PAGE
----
By way of corollary, I also have some concerns about describing the Hennion as a French aircraft when, it appears, it was designed and manufactured in Morocco. M Hennion may have been French and he may have designed and built his aeroplane in French Morocco. But does that make it French? If a British citizen designed and built an aeroplane in India before WW2, is that a British aircraft? I think that most people would consider it to be an Indian aircraft. If it's otherwise, someone had better undertake a significant rewriting of A.J.Jackson's British Civil Aircraft!
 

avion ancien

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Attached is the whole of the report from les Ailes of 1 February 1940 concerning the Hennion monoplane. If one looks at the opening sentence of the second paragraph, where the place of construction should appear, irritatingly one finds the word 'censuré'. Thus maybe I was too swift in judging this aeroplane as Moroccan rather than French (but perhaps Maveric can identify the source of his information that it was constructed in Morocco). However I do not resile from the general principle of my argument, namely that it is preferable to attribute an aircraft designed and/or built in a country under colonial rule to the geographical country rather than to the foreign power that rules it at that time. Otherwise all aircraft designed and/or constructed before August 1947 in what is now India, Pakistan and Bangladesh will have to be called British!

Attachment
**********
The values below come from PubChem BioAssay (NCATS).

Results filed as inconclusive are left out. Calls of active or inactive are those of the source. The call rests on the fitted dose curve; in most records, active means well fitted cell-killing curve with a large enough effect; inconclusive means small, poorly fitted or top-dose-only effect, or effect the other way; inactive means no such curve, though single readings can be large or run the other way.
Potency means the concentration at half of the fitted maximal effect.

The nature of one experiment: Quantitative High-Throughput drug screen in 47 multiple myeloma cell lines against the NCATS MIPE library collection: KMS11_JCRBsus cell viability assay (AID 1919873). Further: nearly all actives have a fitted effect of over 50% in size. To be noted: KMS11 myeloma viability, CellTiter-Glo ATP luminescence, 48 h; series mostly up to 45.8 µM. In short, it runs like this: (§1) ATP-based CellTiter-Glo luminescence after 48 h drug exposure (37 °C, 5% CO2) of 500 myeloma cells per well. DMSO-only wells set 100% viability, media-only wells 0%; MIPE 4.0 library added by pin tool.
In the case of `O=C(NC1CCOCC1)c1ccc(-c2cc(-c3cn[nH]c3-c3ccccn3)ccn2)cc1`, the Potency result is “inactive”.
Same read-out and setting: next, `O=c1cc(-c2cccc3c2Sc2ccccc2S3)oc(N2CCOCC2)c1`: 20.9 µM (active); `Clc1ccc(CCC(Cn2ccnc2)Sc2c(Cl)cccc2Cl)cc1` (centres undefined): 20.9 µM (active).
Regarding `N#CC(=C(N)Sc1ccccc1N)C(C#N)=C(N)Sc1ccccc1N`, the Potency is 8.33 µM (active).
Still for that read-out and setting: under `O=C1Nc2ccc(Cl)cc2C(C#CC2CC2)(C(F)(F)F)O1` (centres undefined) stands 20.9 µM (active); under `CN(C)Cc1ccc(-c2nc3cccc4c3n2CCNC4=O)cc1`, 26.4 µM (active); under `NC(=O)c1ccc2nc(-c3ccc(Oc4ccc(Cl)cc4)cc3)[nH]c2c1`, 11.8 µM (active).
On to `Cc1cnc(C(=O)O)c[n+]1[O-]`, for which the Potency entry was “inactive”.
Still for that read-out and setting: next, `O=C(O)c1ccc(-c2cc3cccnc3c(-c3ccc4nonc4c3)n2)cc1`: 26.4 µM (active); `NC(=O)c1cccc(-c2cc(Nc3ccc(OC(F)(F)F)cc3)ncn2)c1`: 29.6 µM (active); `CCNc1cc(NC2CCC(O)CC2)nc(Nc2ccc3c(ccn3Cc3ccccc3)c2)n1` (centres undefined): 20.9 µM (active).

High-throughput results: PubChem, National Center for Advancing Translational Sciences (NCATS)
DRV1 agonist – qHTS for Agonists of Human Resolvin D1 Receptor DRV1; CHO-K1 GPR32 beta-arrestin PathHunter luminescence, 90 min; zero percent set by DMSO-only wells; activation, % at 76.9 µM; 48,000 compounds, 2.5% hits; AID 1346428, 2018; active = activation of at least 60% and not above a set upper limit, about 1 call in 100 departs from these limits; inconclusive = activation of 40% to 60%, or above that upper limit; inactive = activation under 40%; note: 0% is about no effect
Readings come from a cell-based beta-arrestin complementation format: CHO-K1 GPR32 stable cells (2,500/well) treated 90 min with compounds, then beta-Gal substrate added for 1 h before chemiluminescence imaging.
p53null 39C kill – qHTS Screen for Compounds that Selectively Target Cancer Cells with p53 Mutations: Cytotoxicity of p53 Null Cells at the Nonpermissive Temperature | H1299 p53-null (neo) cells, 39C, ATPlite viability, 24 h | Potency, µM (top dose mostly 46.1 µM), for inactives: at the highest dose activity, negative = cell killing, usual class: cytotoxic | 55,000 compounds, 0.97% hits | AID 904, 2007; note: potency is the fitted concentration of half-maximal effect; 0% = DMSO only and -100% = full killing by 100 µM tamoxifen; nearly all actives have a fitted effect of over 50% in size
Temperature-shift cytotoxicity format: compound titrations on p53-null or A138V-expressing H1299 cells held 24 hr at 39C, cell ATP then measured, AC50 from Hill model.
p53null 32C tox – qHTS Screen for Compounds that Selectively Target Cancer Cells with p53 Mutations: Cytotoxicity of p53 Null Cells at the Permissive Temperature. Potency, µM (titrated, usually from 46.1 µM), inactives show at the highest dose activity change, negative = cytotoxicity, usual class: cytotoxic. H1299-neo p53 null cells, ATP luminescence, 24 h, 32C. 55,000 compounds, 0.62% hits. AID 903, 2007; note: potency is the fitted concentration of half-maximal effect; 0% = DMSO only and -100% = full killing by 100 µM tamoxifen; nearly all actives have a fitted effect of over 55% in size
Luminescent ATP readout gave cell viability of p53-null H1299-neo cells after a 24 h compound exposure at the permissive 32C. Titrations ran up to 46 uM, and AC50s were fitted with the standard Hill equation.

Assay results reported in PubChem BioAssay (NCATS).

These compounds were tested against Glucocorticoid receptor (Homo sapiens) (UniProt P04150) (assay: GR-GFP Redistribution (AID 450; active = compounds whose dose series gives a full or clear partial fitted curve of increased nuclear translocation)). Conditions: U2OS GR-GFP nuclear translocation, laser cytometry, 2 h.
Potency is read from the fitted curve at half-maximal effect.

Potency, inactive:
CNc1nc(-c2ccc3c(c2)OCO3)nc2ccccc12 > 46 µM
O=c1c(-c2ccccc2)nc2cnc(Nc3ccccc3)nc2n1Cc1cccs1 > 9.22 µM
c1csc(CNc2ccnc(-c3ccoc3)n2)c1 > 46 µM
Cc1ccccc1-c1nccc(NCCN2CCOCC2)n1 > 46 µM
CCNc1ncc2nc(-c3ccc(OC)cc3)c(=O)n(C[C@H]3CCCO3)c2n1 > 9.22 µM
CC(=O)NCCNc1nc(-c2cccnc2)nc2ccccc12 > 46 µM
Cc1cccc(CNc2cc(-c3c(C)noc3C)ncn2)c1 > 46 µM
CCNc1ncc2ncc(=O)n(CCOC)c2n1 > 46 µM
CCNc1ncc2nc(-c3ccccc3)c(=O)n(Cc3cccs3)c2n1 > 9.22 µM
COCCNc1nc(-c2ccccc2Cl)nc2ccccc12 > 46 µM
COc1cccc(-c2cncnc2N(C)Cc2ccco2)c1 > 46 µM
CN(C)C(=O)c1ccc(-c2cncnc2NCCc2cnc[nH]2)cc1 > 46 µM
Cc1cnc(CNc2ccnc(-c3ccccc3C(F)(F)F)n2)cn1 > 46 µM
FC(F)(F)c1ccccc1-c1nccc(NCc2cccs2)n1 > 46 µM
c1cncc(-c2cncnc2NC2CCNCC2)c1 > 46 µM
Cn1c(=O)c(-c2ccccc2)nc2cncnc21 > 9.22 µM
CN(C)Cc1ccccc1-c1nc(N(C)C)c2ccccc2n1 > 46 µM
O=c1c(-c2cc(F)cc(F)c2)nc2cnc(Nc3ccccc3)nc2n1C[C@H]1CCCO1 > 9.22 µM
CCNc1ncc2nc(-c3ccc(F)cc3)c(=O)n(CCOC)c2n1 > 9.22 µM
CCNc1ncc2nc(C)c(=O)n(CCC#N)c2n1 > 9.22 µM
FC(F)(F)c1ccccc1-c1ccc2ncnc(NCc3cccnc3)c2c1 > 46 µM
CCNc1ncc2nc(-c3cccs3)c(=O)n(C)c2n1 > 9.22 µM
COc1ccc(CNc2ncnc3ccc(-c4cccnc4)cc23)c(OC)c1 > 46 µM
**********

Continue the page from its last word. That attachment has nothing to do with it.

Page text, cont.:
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c460

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Hi avion_ancien,

The Hennion also appears in Les Ailes 28/12/1939, where the town name Casablanca is not censored:
http://gallica.bnf.fr/ark:/12148/bpt6k6554721m/f5.image

By the way, Charles Claveau includes Hennion (who made no other aircraft) among French aircraft manufacturers in Trait d'Union no.215. But I agree that the attribution is borderline.

Adrien
 

Maveric

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Hi avion ancien,my source was the L+K, but I can´t say which issue. I believe 2013 or 2012...
 

avion ancien

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Here's a photograph of the AL.1 of 1912 (from l'Aérophile, May 1935). Both the three view drawing and the photograph of the model, posted by Hesham, are of the AL.2 of 1923.